GWP released the stories in connection to the UN Climate Action Summit in New York. GWP Executive Secretary Monika Weber-Fahr, together GWP Global Head of Climate Resilience, Alex Simalabwi, said they want to remind world leaders that preventing water-related disasters means taking action on managing water resources now, and that the WACDEP experience can provide valuable guidance:
“Such action needs water specialists, organisations, and users to work together with all ministries and agencies in their country and region; together they need to address the links between water and health, water and agriculture, water and pollution, and so on. Only with all voices heard can political will turn into effective action. This approach is in GWP’s DNA: an action network of over 3,000 partner organisations, more than 65 Country Water Partnerships, as well as regional and global teams – all connected through long-standing relationships with mandated institutions at all levels.”
The stories are also a reminder that solutions are ready and available to combat the impacts of climate change: "There is hope – we can address the impacts of climatic change together. We need to get out of our past institutional boxes, learn from each other, and work with each other. It is not easy, but it is doable.”
The story of WACDEP
With floods and droughts becoming more frequent and severe, rainfall patterns growing more erratic, and sea levels rising, the livelihoods of people are threatened - particularly the poorest and most vulnerable. To combat this, it is critical that water security and climate resilience are incorporated as key factors in regional and national development. But in most cases, they are not.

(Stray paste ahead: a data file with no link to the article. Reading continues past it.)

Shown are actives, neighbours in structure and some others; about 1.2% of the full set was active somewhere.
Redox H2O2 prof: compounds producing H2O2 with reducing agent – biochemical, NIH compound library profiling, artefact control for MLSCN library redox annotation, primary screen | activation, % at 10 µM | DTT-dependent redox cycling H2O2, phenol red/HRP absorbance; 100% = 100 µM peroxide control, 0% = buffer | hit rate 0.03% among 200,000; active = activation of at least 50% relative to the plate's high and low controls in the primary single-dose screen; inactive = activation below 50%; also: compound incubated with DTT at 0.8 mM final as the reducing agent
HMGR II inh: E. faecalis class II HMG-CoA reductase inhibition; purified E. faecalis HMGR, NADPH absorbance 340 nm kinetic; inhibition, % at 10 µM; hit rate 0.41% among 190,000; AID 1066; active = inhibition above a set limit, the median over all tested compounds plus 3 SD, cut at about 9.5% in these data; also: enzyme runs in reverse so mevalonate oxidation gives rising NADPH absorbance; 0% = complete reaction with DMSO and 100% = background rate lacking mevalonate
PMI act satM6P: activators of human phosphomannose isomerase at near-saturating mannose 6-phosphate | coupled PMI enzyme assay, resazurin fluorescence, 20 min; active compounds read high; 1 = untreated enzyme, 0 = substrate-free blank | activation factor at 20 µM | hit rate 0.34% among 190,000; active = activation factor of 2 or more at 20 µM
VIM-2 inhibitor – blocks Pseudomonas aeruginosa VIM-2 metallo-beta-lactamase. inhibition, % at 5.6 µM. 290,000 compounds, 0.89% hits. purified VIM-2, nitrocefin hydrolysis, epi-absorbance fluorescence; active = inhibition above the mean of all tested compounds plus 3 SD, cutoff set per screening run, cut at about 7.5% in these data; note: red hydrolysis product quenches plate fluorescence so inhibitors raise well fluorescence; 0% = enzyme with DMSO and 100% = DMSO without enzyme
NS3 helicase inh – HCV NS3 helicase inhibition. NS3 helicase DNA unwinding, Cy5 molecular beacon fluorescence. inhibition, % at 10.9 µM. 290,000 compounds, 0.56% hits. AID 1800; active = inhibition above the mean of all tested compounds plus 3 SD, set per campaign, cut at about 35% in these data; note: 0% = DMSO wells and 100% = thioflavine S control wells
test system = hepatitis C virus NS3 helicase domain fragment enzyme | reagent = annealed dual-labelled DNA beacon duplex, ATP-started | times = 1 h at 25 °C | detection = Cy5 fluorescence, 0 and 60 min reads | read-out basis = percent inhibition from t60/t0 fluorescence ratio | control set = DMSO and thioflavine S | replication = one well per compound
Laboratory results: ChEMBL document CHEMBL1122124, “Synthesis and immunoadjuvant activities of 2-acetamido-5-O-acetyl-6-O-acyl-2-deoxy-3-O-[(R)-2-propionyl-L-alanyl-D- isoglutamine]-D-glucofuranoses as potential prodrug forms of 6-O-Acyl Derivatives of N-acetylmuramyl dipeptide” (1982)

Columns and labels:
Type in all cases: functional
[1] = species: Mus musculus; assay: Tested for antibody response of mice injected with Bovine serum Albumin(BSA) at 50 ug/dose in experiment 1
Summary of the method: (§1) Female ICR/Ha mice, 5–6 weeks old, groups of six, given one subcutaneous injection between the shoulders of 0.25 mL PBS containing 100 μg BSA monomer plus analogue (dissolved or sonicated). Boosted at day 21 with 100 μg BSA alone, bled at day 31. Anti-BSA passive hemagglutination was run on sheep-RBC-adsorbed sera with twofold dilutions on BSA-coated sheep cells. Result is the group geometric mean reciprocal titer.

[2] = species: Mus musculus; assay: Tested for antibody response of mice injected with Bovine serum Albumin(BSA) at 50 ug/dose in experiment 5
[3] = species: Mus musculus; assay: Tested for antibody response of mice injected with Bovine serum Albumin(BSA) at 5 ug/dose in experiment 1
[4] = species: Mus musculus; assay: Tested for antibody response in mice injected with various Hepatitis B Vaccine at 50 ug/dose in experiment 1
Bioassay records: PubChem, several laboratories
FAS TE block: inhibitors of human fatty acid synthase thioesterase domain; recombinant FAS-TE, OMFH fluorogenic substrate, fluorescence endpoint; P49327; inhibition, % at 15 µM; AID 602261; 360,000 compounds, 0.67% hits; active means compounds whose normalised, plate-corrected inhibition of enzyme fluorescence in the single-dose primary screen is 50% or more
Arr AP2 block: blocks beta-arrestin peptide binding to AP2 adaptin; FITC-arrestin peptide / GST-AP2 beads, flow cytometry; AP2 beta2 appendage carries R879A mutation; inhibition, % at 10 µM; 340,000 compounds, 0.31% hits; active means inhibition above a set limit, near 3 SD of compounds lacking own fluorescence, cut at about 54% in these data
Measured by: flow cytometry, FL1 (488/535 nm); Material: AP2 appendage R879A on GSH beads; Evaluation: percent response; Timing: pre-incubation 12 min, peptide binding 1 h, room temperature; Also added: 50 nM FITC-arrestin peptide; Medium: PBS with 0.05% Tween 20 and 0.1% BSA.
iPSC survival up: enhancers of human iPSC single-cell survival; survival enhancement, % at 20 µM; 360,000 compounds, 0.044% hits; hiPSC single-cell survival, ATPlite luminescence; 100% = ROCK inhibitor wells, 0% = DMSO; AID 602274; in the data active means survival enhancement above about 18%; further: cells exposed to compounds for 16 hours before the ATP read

Launched in 2011, the WACDEP aim was to enhance economic growth and human security by integrating water and climate adaptation into development planning and investments. GWP worked with national governments, river basin organisations, and other stakeholders to transform the systems and institutions that govern development. For the African continent, the programme was developed in response to a request from the African Ministers’ Council on Water (AMCOW) for GWP to support the African Union agenda on water and sanitation. By 2014, WACDEP and the accompanying Integrated Drought Management Programme (IDMP) had achieved global reach and were being implemented in more than 60 countries worldwide.
The results from WACDEP and IDMP have been substantial, as reflected in positive conclusions from external evaluations of both programmes conducted in 2017.
Top photo: Training on rainwater harvesting in Honduras